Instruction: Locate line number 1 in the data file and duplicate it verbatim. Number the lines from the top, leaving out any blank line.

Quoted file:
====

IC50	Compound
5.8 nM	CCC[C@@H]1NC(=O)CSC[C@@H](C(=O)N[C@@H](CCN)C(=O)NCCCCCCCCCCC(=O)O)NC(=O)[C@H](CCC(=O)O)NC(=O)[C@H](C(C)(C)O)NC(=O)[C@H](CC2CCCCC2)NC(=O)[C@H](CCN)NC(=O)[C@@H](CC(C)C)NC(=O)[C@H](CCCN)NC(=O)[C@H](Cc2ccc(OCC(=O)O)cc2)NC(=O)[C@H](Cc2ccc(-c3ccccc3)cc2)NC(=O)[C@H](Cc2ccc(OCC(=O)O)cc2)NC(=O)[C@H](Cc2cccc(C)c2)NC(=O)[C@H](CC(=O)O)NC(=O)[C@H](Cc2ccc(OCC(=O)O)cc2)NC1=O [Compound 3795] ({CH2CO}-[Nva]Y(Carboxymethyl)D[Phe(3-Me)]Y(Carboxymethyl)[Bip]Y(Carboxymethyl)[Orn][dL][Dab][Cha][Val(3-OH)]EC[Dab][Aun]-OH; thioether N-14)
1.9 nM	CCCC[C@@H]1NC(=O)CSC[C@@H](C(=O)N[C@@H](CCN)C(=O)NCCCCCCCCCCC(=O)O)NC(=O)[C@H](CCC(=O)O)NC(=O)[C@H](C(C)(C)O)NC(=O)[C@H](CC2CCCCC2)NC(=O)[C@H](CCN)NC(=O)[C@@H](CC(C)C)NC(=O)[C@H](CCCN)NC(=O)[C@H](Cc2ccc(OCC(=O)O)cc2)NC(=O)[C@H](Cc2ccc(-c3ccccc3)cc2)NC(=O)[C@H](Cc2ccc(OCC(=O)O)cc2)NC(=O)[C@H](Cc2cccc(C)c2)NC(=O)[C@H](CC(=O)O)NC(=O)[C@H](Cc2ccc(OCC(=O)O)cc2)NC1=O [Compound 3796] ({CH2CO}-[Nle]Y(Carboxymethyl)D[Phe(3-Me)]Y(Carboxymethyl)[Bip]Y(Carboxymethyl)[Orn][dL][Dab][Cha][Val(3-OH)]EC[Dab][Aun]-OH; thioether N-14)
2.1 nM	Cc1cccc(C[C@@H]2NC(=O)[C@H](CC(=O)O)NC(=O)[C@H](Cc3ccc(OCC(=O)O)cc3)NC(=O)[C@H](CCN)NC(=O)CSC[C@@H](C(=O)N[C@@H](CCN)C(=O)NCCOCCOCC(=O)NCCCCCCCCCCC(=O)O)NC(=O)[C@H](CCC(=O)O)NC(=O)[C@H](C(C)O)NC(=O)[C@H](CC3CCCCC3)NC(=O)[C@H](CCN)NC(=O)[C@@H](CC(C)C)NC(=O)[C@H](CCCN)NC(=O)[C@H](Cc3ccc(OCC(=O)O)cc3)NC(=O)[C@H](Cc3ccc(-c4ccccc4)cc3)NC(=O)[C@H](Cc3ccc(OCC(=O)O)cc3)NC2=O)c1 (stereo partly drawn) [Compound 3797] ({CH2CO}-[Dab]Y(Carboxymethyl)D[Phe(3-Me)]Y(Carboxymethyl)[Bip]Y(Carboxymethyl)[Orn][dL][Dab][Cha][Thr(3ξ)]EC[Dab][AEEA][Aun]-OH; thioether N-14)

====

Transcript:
IC50	Compound